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Australian Veterinary Journal

E Bani Hassan, M Nouri, S Vogrin, M Pyman
BACKGROUND: Adjusting the dietary cation-anion difference (DCAD) is one of the most efficient ways to stimulate calcium homeostasis in periparturient dairy cattle. However, adjusting DCAD to the recommended negative values (-100 to -150 mEq/kg) is associated with decreased food intake and metabolic acidosis. The critical conditions of the animals at peripartum (i.e. drastic hormonal changes, decreased appetite and negative energy balance) can be detrimental to the health, productivity and welfare of the animals if combined with decreased feed intake caused by unpalatable acidogenic salts...
July 2018: Australian Veterinary Journal
J Pye, J Clulow, A Adkins
OBJECTIVE: To describe the laparoscopic transection of restrictive bands of the mesosalpinx as a useful adjunct to the topical application of prostaglandin E2 to treat mares with suspected uterine tubal blockage. METHODS: A standard left flank laparoscopic approach was made to the abdomen using three laparoscopic portals. If restrictive bands of the mesosalpinx were observed traversing the uterine tube perpendicularly, they were carefully transected and 1 mg of prostaglandin E2 was then applied to the external surface of the uterine tube...
July 2018: Australian Veterinary Journal
C A Evans, E Erregger, F Hemmatzadeh, P D Cockcroft
BACKGROUND: Although predominantly a disease of cattle, bovine viral diarrhoea virus (BVDV) is known to infect other ruminant and camelid species such as sheep and alpacas. The aims of this study were to determine if BVDV-naive alpacas would become acutely infected and seroconvert to the predominant Australian strain of BVDV following co-mingling with a BVDV-1c persistently infected (PI) heifer and to determine what, if any, clinical signs, haematological responses and selected biochemical changes occur with acute BVDV-1c infections in alpacas...
July 2018: Australian Veterinary Journal
N E Lean, N R Perkins, B J Ahern
BACKGROUND: Conventional radiography is currently the most common imaging modality used by veterinarians investigating foals with suspected osteomyelitis. Emerging evidence in adult horses and humans suggests computed tomography (CT) is a superior modality for evaluation of osseous changes in general. This study aimed to evaluate the potential benefits of CT versus conventional radiography in cases of osteomyelitis in foals. METHODS: Cases of osteomyelitis in foals under 6 months of age admitted over a 6-year period at a single referral hospital that had both CT and conventional radiography images were retrieved...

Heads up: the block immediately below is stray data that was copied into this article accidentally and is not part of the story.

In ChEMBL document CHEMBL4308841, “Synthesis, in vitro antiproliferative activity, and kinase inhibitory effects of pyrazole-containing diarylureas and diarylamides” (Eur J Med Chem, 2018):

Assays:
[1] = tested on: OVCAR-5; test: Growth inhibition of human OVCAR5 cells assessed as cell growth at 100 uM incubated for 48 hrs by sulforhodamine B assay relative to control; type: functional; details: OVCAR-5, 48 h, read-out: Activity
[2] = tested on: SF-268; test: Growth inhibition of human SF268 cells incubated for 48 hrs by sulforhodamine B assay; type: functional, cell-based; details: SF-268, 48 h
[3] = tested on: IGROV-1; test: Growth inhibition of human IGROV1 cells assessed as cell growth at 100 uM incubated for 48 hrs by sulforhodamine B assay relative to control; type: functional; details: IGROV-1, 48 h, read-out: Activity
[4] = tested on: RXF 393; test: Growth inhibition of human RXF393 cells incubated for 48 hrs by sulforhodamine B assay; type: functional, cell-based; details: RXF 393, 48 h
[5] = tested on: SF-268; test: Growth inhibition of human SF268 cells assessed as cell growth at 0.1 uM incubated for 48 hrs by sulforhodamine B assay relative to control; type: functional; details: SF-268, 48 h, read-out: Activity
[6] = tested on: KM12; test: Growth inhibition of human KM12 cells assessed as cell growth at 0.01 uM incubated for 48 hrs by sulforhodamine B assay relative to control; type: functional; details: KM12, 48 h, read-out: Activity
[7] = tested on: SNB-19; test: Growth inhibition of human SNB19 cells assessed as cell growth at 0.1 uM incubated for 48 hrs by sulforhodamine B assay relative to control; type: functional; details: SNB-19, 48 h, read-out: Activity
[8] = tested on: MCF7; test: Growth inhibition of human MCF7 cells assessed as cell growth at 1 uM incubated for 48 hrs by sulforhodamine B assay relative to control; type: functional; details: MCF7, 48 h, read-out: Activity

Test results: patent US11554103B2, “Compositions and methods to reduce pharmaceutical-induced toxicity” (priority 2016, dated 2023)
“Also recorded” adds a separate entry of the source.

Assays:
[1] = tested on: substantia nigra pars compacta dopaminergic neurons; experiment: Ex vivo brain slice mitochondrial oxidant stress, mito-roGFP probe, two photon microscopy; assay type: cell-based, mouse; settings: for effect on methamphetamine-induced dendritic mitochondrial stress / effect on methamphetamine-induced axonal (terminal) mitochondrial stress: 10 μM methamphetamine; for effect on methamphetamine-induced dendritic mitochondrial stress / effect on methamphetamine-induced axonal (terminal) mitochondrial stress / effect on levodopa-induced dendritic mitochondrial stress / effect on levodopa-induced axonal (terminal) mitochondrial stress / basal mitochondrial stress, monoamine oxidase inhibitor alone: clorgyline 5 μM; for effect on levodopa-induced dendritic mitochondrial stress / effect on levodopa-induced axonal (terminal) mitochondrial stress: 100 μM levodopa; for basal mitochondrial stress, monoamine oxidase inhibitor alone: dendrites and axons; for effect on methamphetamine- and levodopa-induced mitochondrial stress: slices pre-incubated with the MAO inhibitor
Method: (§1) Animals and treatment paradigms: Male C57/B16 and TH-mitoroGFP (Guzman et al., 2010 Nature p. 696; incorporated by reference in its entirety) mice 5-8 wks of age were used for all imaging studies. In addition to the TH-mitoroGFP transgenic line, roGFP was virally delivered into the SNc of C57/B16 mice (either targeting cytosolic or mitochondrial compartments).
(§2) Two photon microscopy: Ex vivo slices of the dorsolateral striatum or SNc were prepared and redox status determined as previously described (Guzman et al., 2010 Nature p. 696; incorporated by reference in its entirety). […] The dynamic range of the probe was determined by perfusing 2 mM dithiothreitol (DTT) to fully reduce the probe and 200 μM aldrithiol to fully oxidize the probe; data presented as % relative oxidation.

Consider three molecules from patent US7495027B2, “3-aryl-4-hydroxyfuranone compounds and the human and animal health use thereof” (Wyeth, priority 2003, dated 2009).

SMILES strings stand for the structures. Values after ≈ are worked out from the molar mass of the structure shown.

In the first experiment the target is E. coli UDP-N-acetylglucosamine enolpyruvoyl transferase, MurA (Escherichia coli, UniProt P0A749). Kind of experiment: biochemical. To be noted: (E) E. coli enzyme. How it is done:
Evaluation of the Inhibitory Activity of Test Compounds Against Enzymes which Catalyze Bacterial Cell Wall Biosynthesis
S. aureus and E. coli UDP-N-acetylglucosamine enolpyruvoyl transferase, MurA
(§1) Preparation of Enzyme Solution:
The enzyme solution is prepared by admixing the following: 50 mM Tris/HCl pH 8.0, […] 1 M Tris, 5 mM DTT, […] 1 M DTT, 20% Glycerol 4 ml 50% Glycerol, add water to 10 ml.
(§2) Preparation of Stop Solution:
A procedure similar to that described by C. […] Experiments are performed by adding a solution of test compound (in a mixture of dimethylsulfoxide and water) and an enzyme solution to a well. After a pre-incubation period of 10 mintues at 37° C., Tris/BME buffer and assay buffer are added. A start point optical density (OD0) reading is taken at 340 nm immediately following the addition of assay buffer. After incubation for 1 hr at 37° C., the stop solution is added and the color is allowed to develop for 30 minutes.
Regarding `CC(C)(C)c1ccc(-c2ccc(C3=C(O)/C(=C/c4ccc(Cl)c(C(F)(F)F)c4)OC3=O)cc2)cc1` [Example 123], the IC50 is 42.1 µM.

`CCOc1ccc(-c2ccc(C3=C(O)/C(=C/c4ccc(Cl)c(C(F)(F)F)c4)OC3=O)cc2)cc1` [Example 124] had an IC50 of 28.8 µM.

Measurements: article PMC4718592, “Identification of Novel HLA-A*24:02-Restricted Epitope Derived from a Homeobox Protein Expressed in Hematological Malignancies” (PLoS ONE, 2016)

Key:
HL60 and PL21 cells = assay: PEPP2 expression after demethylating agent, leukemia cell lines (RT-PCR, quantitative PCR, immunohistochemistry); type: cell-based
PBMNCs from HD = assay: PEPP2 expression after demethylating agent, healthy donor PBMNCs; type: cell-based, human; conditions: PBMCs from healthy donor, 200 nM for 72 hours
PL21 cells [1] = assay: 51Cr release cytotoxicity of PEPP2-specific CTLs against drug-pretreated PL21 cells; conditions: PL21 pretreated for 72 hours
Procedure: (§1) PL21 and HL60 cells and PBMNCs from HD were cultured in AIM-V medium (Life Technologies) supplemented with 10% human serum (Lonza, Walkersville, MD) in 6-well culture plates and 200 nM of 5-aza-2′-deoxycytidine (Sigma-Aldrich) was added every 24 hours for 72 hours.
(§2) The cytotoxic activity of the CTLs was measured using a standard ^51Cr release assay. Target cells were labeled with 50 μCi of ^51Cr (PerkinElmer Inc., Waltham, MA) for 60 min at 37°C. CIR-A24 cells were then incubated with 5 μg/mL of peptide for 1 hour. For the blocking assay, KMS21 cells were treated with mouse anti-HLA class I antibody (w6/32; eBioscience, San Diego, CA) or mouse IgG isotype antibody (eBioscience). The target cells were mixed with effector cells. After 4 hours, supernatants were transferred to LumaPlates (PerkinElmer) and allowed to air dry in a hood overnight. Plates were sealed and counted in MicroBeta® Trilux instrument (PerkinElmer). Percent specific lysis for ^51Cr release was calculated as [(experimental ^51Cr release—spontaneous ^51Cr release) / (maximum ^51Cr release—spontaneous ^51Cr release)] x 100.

July 2018: Australian Veterinary Journal
B Gummow, Rhh Tan, R K Joice, G Burgess, J Picard
OBJECTIVE: To investigate the seroprevalence and associated risk factors of alphaviruses (Ross River virus (RRV), Barmah Forest virus (BFV) and Whataroa virus (WHAV)) in northern Queensland horses. METHODS: A cross-sectional study of alphavirus antibodies in horses (n = 287) from 147 properties in northern Queensland from September 2013 to June 2014 was conducted. Owners of sampled horses were interviewed on potential risk factors. Data were analysed for associations using multivariable logistic regression...
July 2018: Australian Veterinary Journal
C J Secombe, S R Bailey, M A de Laat, K J Hughes, A J Stewart, J M Sonis, Rhh Tan
The purpose of this article is to provide a review of the current knowledge and opinions about the epidemiology, clinical findings (including sequelae), diagnosis, treatment and monitoring of equine pituitary pars intermedia dysfunction, particularly in the Australian context. This information and the recommendations provided will assist practitioners in making informed decisions regarding the diagnosis and management of this disorder.
July 2018: Australian Veterinary Journal
C Turni, R Singh, P J Blackall
OBJECTIVE: Determine if there is a link between virulence-associated genes of Haemophilus parasuis and the genotype and serovar of isolates. METHODS: Isolates of H. parasuis from 38 farms across six Australian states, representing all serovars present in Australia, were assessed for the presence of virulence-associated genes (vtaA, hhdBA, fhuA, lsgB and capD). Enterobacterial Repetitive Intergenic Consensus PCR (ERIC-PCR) and multilocus sequence typing (MLST), together with existing knowledge of the serovar of the isolates and the health status of the source pig, were used to examine 75 Australian isolates of H...
June 2018: Australian Veterinary Journal
Alan Wilson
No abstract text is available yet for this article.
June 2018: Australian Veterinary Journal
S J Symes, J L Allen, P D Mansell, K L Woodward, K E Bailey, J R Gilkerson, G F Browning